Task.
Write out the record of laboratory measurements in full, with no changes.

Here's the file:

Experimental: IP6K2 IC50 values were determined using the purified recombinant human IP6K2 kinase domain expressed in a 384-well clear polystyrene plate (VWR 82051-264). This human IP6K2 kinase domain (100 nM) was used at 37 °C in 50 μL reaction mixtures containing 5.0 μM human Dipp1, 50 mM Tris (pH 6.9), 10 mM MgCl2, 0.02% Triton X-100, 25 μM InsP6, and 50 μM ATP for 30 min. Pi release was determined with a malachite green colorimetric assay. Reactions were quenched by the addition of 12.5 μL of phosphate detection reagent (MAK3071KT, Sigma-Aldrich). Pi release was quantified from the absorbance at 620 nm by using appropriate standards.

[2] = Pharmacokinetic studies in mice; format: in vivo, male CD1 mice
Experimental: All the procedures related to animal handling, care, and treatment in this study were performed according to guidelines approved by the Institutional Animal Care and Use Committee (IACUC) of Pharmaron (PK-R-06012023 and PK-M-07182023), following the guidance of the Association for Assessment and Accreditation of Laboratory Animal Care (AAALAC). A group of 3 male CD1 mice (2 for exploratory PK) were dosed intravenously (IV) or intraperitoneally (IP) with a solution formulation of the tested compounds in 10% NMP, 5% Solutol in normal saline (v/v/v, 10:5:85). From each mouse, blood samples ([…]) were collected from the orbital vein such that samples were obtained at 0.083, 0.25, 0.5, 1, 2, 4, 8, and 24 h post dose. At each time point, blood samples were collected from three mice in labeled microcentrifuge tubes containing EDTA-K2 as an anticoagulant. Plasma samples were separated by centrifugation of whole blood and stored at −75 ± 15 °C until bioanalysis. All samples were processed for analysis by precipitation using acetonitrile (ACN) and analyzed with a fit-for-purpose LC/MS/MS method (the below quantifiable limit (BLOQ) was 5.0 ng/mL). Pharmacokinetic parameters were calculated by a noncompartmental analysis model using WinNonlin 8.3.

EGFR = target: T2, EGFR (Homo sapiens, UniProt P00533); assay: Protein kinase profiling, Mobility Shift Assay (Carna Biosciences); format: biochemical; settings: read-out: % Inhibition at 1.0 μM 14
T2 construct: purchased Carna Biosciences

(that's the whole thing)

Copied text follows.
Experimental: IP6K2 IC50 values were determined using the purified recombinant human IP6K2 kinase domain expressed in a 384-well clear polystyrene plate (VWR 82051-264). This human IP6K2 kinase domain (100 nM) was used at 37 °C in 50 μL reaction mixtures containing 5.0 μM human Dipp1, 50 mM Tris (pH 6.9), 10 mM MgCl2, 0.02% Triton X-100, 25 μM InsP6, and 50 μM ATP for 30 min. Pi release was determined with a malachite green colorimetric assay. Reactions were quenched by the addition of 12.5 μL of phosphate detection reagent (MAK3071KT, Sigma-Aldrich). Pi release was quantified from the absorbance at 620 nm by using appropriate standards.

[2] = Pharmacokinetic studies in mice; format: in vivo, male CD1 mice
Experimental: All the procedures related to animal handling, care, and treatment in this study were performed according to guidelines approved by the Institutional Animal Care and Use Committee (IACUC) of Pharmaron (PK-R-06012023 and PK-M-07182023), following the guidance of the Association for Assessment and Accreditation of Laboratory Animal Care (AAALAC). A group of 3 male CD1 mice (2 for exploratory PK) were dosed intravenously (IV) or intraperitoneally (IP) with a solution formulation of the tested compounds in 10% NMP, 5% Solutol in normal saline (v/v/v, 10:5:85). From each mouse, blood samples ([…]) were collected from the orbital vein such that samples were obtained at 0.083, 0.25, 0.5, 1, 2, 4, 8, and 24 h post dose. At each time point, blood samples were collected from three mice in labeled microcentrifuge tubes containing EDTA-K2 as an anticoagulant. Plasma samples were separated by centrifugation of whole blood and stored at −75 ± 15 °C until bioanalysis. All samples were processed for analysis by precipitation using acetonitrile (ACN) and analyzed with a fit-for-purpose LC/MS/MS method (the below quantifiable limit (BLOQ) was 5.0 ng/mL). Pharmacokinetic parameters were calculated by a noncompartmental analysis model using WinNonlin 8.3.

EGFR = target: T2, EGFR (Homo sapiens, UniProt P00533); assay: Protein kinase profiling, Mobility Shift Assay (Carna Biosciences); format: biochemical; settings: read-out: % Inhibition at 1.0 μM 14
T2 construct: purchased Carna Biosciences